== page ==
Has Journalism changed for the better or the worse?

Journalism is a major source of gathering information that gets distributed to the public. There have been many different kinds of journalism throughout the years, which include photojournalism, investigative journalism, news journalism, etc.

But what is the core of journalism?

Is this so easily determined in today’s society, where there is a surplus of different types of distributed information? Is all of this distributed information truly journalism? How much has journalism has changed since its beginning? When was its beginning? These questions might be answered more easily than you imagine.

The first form of journalism-believe it or not-was actually discovered to be in Ancient Rome under the name Acta Diurna, which translates to ‘newspaper’ from Latin. It was before 59 BCE that this news sheet circulated the ancient city and enlightened all those that read it. It listed many things that would happen throughout the day, which included important daily events like public speeches. While this established the basis of journalism, there typically weren’t more than a few copies at any given time. The audience for journalism was primarily the learned and the elite.

It wouldn’t be until 1609 in German cities that the first regularly published, widely distributed newspapers appeared—owing to the invention of the printing press. We can safely assume that like their Roman predecessors, these papers communicated important information that would benefit the public. However, unlike the previous iterations of the news, these papers were available to a broad public audience.

Journalism in itself has experienced a shift in the last 40 years. Back in 1978, you would see a large room filled with typewriters, journalists clicking away at their typewriters alongside cigarettes and ashtrays accompanied by cups upon cups of coffee. Nowadays, many journalistic offices are filled with computers and other technological innovations. Today’s journalism is produced with many technological innovations that make getting stories out to the masses much more quickly and easily.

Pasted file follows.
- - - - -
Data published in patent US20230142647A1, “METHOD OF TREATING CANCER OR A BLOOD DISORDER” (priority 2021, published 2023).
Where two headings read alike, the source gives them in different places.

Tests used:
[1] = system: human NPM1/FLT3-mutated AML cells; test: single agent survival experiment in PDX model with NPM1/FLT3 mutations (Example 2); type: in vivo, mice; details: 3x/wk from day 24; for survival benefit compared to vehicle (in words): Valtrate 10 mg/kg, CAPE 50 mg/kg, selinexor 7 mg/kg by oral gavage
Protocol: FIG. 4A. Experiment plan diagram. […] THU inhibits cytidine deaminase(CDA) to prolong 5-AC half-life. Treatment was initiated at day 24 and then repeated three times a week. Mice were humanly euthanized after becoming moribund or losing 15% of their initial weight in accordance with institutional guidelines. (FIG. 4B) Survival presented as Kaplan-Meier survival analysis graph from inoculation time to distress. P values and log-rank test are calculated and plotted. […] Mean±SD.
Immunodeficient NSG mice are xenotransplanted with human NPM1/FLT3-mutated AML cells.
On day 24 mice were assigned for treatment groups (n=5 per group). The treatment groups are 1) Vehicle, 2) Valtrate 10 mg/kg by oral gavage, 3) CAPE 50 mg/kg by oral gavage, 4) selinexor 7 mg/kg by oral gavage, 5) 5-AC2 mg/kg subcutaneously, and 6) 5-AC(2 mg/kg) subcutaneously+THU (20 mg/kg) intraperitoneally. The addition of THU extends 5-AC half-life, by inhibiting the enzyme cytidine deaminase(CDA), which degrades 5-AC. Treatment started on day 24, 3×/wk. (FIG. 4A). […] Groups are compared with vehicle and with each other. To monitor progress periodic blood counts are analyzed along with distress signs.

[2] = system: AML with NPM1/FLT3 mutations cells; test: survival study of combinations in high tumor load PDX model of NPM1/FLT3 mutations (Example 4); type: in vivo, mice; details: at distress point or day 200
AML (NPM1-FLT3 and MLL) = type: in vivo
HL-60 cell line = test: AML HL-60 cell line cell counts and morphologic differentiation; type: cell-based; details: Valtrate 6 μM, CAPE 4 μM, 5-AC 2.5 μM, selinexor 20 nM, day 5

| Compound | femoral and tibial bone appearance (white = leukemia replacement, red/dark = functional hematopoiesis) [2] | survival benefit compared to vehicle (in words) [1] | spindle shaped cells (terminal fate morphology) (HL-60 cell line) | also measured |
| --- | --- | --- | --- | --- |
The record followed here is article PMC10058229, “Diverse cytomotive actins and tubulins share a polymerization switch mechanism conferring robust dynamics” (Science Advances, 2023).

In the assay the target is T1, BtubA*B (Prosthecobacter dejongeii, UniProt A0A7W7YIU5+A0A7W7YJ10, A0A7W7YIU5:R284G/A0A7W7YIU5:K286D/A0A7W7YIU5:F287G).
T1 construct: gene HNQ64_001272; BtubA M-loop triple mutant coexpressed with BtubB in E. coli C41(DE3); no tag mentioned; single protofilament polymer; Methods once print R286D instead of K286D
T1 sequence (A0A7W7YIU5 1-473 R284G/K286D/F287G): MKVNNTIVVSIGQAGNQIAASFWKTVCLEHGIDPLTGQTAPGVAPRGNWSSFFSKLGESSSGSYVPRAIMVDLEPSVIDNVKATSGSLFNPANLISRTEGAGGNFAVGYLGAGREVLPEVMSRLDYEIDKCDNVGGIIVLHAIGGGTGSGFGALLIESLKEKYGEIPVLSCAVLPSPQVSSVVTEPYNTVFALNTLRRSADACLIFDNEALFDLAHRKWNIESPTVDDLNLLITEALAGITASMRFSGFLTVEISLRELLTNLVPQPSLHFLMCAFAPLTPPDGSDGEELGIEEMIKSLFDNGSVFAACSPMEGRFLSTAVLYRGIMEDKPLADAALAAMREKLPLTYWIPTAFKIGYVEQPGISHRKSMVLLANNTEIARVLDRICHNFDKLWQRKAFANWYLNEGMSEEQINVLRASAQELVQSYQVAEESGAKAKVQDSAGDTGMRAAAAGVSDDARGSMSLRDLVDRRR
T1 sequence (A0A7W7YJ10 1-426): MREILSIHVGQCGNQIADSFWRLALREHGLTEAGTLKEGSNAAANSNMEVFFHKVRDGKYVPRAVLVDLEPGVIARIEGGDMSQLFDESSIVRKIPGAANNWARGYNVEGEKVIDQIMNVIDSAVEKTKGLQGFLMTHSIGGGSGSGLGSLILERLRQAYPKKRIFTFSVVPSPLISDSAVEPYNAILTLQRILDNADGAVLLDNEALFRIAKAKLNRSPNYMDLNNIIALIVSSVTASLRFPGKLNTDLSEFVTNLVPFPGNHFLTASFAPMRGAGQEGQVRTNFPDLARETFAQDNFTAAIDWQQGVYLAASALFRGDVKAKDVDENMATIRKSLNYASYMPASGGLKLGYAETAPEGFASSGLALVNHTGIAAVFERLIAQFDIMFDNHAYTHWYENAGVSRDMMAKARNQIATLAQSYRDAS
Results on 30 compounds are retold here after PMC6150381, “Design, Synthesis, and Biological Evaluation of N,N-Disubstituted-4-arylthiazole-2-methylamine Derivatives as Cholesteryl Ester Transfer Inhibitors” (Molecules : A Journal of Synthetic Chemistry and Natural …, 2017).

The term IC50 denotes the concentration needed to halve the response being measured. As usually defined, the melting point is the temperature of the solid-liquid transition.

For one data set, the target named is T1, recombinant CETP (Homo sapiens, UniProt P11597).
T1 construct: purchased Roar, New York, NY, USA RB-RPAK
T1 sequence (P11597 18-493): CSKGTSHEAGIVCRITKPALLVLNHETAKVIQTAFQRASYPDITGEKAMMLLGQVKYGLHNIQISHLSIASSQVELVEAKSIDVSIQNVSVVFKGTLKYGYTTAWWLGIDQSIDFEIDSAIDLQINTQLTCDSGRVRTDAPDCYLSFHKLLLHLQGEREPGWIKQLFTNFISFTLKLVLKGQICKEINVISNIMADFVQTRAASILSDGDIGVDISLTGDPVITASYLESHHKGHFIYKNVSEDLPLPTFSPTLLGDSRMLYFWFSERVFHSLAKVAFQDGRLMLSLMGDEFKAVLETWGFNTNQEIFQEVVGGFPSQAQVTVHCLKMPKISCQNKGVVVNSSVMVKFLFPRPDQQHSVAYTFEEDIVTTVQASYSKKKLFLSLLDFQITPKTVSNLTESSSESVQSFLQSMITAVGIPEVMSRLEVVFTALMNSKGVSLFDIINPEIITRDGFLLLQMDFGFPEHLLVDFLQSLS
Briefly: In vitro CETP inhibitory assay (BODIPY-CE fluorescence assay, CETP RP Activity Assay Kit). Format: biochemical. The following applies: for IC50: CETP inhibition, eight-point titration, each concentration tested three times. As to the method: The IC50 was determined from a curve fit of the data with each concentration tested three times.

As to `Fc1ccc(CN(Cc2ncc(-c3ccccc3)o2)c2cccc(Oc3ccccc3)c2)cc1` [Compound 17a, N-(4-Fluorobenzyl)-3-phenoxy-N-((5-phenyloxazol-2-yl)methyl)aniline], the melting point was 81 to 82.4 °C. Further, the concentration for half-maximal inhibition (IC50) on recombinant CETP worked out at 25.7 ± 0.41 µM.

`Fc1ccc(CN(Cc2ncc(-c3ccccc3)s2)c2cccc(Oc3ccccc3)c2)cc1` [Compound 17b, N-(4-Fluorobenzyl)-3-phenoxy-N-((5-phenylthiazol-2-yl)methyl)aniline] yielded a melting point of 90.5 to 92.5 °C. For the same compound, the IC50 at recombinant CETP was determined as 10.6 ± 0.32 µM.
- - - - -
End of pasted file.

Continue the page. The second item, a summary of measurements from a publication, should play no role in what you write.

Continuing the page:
With one press of a button, a single story can be put on the internet for thousands upon thousands of people to see. Well-known newspapers like The New York Times might even get hundreds of thousands of readers just from one digital article.

The irony of the situation is that pretty much anyone with a computer and internet service can publish content that millions of people can consume. Anyone can generate an audience without fact-checking, without verification of any kind.

This, along with many other factors, has warped journalism from its previous form into what it is now.

It now resembles the “yellow journalism” of the 1890s, pandering to the pubic’s taste for sensational topics and slanted political reporting that aims more to perpetuate ideological viewpoints with loaded, emotional language than to inform readers with objective facts on any given issue.